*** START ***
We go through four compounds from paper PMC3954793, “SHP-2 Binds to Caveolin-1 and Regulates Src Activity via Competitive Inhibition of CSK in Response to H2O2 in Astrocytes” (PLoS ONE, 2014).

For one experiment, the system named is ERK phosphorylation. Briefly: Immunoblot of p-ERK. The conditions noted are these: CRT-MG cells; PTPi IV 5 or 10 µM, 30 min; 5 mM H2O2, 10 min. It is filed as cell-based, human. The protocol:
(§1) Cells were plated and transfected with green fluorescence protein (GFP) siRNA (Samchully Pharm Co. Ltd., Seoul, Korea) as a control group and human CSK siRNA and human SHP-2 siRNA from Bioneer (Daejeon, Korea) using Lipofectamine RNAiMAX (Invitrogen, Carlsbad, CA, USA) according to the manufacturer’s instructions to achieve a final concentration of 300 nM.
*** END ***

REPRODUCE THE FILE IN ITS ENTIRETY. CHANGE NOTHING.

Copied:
We go through four compounds from paper PMC3954793, “SHP-2 Binds to Caveolin-1 and Regulates Src Activity via Competitive Inhibition of CSK in Response to H2O2 in Astrocytes” (PLoS ONE, 2014).

For one experiment, the system named is ERK phosphorylation. Briefly: Immunoblot of p-ERK. The conditions noted are these: CRT-MG cells; PTPi IV 5 or 10 µM, 30 min; 5 mM H2O2, 10 min. It is filed as cell-based, human. The protocol:
(§1) Cells were plated and transfected with green fluorescence protein (GFP) siRNA (Samchully Pharm Co. Ltd., Seoul, Korea) as a control group and human CSK siRNA and human SHP-2 siRNA from Bioneer (Daejeon, Korea) using Lipofectamine RNAiMAX (Invitrogen, Carlsbad, CA, USA) according to the manufacturer’s instructions to achieve a final concentration of 300 nM.